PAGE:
Jeff Judy

Jeff's Thoughts - February 24, 2016

Is Your Credit Policy Problem-Driven?

Lately, I have had several requests from banks for help with their credit policies. Each one asked me review their entire policy manual and recommend revisions to make the policy more effective and efficient.

What it takes to improve credit policy, what sections need the most work, varies from institution to institution. But a major part of the revision effort across all these banks is making them more internally consistent.

Typically, the existing policy is a patchwork of different standards for similar transactions, and even differing formats that make it hard for users to find the information they need quickly.

Credit policies grow and grow, they rarely shrink. And they usually grow by the accretion of new pieces that are responses to specific problems.

That process does not produce a clear, understandable, easy-to-use consistent whole. Rather, the effect is somewhat like barnacles on the hull of a ship, added one at a time until you have a rough mess that slows you down.

When a problem arose with how something is done at these banks, they added or revised a section of policy. If they ran into problems with how credit officers were using appraisers for real estate related transactions, they plugged in a beefy appraisal section. When the next issue reared its ugly head, they applied another policy "bandage."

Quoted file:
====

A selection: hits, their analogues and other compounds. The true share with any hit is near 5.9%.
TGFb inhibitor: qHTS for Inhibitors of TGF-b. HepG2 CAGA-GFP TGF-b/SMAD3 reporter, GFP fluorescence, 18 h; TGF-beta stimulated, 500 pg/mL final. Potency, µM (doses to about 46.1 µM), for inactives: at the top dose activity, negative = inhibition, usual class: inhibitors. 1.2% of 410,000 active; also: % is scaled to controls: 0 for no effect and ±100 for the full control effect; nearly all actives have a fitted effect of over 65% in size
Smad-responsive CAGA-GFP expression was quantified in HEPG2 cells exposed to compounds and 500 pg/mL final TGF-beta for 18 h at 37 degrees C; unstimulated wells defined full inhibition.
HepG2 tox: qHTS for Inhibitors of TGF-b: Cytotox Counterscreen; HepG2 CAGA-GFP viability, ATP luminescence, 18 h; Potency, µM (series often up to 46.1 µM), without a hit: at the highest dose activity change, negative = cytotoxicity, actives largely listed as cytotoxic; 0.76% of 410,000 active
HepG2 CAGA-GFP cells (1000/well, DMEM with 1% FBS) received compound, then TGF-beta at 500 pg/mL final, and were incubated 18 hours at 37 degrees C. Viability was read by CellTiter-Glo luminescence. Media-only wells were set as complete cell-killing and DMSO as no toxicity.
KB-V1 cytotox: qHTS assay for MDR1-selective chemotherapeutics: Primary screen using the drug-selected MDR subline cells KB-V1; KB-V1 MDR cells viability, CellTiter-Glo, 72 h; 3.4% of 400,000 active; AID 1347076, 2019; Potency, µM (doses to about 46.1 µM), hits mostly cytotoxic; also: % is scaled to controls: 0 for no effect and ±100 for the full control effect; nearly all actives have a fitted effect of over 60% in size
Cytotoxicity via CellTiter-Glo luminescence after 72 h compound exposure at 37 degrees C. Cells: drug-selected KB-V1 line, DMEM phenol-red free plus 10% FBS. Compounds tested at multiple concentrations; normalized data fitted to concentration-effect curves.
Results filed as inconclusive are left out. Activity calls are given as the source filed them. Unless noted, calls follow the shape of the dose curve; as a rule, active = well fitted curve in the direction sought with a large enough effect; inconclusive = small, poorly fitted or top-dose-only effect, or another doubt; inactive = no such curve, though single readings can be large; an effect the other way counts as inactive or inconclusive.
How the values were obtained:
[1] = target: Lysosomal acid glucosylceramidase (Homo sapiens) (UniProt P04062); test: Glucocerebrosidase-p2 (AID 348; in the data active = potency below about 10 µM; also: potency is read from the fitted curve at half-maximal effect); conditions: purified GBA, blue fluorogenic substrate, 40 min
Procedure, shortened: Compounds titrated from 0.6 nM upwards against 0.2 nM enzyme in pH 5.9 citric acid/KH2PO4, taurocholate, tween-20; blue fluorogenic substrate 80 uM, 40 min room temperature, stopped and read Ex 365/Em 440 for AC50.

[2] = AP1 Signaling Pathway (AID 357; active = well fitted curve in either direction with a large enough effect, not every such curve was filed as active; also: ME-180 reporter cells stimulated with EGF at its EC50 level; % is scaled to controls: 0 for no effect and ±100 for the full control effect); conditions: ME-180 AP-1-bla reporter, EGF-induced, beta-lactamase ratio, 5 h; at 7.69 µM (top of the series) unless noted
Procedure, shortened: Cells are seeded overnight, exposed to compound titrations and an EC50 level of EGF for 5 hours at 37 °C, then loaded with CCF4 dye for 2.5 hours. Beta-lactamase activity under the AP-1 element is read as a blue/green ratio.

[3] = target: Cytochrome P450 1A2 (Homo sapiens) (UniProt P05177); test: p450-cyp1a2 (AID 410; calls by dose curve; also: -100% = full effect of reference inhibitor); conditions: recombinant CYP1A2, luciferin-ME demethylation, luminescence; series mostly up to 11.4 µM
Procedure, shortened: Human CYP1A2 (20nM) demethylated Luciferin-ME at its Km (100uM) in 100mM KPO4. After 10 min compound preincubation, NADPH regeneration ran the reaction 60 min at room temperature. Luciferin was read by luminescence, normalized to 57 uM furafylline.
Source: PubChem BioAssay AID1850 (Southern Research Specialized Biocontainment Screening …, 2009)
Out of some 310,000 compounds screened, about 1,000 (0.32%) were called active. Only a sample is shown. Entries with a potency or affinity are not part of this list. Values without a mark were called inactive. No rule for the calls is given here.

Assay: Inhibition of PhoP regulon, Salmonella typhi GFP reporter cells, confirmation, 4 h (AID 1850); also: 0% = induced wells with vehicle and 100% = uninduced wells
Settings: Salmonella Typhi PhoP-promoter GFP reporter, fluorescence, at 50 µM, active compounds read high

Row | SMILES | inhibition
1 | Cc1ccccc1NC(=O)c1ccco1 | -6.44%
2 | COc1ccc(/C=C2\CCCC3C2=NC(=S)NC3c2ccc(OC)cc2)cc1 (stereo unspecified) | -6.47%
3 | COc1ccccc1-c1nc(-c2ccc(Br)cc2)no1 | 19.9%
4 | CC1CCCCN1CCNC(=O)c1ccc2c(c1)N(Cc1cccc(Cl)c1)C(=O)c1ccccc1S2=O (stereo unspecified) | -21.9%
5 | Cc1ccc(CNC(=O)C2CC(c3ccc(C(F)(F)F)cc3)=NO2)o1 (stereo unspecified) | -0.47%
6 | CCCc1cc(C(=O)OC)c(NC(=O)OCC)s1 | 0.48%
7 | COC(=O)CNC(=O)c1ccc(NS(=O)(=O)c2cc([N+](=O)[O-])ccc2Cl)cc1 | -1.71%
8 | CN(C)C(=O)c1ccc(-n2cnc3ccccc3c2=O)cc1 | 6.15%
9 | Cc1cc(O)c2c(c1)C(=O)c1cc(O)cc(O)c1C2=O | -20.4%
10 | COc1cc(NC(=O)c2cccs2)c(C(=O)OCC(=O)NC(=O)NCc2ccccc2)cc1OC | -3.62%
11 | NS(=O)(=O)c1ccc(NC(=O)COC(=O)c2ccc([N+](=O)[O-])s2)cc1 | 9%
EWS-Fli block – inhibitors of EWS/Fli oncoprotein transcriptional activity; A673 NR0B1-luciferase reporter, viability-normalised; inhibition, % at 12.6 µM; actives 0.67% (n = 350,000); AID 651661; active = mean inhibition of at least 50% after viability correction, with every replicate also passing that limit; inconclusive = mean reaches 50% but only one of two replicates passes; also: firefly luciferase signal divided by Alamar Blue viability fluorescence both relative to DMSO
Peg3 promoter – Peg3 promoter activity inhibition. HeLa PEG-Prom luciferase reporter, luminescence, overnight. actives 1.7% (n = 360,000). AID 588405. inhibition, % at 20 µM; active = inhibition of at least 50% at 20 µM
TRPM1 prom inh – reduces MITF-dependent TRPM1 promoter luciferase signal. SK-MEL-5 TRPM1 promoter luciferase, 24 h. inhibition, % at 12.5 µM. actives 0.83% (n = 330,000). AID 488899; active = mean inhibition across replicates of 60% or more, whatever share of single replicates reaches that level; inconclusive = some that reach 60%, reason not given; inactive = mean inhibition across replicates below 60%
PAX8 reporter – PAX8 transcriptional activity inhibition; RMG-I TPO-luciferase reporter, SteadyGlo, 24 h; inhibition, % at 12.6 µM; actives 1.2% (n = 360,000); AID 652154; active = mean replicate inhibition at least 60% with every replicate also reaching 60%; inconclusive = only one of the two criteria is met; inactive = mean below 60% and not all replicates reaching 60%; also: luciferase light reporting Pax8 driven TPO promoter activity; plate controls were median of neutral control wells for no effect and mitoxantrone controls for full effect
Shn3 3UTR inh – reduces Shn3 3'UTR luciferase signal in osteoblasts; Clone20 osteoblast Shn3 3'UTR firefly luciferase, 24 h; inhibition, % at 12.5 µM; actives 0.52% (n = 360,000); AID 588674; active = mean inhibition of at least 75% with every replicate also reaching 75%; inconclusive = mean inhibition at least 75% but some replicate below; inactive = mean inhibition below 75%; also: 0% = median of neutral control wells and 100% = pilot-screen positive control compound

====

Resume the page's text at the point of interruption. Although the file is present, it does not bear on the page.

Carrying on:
But each time they went into the policy, they used a microscope approach: focus on extreme detail, but a very narrow field of vision. They essentially wrote a stand-alone document and then just jammed it into the existing policy.

And eventually they ended up with a policy that led to more variability in how they did business and, ultimately, to new mistakes and new problems.

When your standards for similar credit decisions vary widely, credit officers have a hard time remembering which is which. They apply the wrong standards because there are too many "flavors" of credit procedures to keep straight.

And when they do go to the manual, they find that each section puts the information in a different order and uses headings and bullets differently. That makes it hard to compare information or find the details they need quickly.

How can this patchwork be avoided?

The last point bears repeating. The task of maintaining a consistent credit policy, one that anticipates problems rather than just reacting to them, is mostly a matter of priority and commitment. Schedule regular policy reviews that look at the entire document, not just recent hot spots, and avoid the "barnacle approach" to guiding your credit staff.